- Cato's Sallie James hits on most of the economics: "The question is: what should the United States do while we are waiting for this nirvana to materialise, a process that would be very lengthy indeed? I would suggest that doing ourselves a favour and abandoning the terrible U.S. sugar policy—costing the economy billions of dollars a year through artificially high sugar prices and, now, government sugar purchases—is a good start. Let other countries distort their markets and subsidise sugar importers’ consumption, as is their wont. We don’t have to follow them, and American consumers and businesses would benefit from a freer domestic market in sugar." I'd just add the fact that, as I recently noted, America's sugar program imposes a regressive tax (at one point almost 50%) on American families who are forced by the US government to pay higher prices in order to line Big Sugar's pockets. And it's immoral protectionism like this that keeps US food prices high and rising.
- On the legal front, the zero-for-zero idea, just like all other forms of this trite "unilateral subsidy disarmament" argument, completely ignores the fact that there are national "countervailing duty" laws and multilateral (WTO) anti-subsidy rules that protect domestic industries from the unfair, injurious subsidization of their competitors by foreign governments. So if, as Big Sugar claims, the Brazilian government is using billions of dollars worth of predatory subsidies to try to kill the US sugar industry, Big Sugar or its workers can lawfully seek protectionist duties against subsidized Brazilian sugar imports, or they can lobby the US government to bring a WTO dispute against Brazil. And, of course, if we eliminated our dumb subsidies, we'd be on much stronger, more principled ground to bring such cases. So the idea that rampant, unilateral sugar subsidies and protectionism are necessary to protect Big Sugar from evil Brazilian (or other countries') sugar exports is absolutely false.
- Finally, it is simply mind-boggling that "free market" groups fail to grasp the horrible illogic and completely un-conservative implications of Big Sugar's zero-for-zero policy: it argues against the elimination of almost every form of corporate welfare provided by the US government. For example, China is a global leader in solar panels production and trade, and Beijing undoubtedly provides billions of dollars worth of subsidies to Chinese solar manufacturers. So does that mean that the ACU and those other "conservative" groups will support Solyndra and the rest of the Obama administration's solar subsidies until China agrees to stop subsidizing its solar panel producers? The same could be asked of American wind power and other "green" subsidies, steel subsidies, ethanol subsidies, automobile subsidies (hooray bailouts!) and on and on and on. As I noted in my Cato paper last year, almost all governments (unfortunately) are guilty of throwing billions of taxpayer dollars at their industries of choice. So should the US government therefore keep all of our immoral, inefficient and distortive corporate subsidies - $98 billion in 2012 alone! - until all foreign governments around the world wise up and terminate theirs (i.e., never)? No. Of course not.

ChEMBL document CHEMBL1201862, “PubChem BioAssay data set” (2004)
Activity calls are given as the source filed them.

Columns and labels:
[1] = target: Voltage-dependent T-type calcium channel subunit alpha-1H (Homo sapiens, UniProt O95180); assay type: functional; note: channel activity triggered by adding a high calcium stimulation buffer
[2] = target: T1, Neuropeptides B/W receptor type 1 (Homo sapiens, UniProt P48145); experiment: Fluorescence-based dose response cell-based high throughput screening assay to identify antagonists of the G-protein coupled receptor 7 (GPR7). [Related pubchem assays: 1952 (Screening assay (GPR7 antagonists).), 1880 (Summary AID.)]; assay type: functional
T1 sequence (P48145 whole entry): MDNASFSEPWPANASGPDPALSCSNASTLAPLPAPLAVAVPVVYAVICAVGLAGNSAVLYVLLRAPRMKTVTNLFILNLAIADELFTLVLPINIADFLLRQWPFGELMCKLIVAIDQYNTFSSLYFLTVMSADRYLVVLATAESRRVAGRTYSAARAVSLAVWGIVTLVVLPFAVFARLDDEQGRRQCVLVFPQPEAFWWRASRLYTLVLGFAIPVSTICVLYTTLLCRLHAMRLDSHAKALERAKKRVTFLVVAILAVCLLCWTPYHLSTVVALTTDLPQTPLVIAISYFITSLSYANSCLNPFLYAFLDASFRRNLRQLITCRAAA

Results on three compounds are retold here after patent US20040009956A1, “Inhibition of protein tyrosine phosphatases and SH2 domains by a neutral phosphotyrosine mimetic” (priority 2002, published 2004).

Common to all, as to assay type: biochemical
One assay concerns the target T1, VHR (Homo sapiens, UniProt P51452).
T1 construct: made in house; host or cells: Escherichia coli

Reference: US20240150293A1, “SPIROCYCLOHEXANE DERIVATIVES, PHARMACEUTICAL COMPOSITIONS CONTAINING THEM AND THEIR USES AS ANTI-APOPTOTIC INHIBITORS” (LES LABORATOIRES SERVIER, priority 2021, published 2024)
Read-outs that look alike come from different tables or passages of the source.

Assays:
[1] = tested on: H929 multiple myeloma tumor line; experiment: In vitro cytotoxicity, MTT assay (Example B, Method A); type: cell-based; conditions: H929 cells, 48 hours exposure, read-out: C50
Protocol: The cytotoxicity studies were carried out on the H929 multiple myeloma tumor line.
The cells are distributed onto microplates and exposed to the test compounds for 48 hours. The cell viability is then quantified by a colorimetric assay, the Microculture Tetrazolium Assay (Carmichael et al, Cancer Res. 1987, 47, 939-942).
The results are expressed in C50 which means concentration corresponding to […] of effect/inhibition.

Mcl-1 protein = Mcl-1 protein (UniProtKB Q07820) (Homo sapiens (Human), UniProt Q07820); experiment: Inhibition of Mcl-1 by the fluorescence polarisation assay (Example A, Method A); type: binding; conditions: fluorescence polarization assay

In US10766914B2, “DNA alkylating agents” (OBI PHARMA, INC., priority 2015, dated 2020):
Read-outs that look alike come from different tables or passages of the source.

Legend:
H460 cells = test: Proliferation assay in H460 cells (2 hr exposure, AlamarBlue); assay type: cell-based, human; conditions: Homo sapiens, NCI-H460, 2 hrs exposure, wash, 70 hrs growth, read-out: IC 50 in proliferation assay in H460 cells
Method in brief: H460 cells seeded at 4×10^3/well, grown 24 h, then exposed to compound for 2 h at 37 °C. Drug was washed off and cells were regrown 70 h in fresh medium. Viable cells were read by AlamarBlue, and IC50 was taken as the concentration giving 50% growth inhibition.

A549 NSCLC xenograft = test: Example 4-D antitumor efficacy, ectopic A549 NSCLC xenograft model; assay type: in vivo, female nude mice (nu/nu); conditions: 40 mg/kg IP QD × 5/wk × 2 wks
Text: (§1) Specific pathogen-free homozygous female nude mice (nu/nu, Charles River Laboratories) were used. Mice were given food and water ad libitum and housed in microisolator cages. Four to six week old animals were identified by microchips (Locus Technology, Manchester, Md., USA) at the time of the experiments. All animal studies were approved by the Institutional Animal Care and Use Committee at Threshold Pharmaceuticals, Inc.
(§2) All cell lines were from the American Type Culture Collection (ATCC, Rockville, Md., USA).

So, really, what's going on here? Why on earth are these "conservative" groups siding with Big Sugar and against US taxpayers (and basic economics and reason)? Well, I can see only two options, neither of which is very flattering: either they're wholly ignorant of the economics and law of global subsidies, or... well... I'll let you draw your own conclusions about option #2.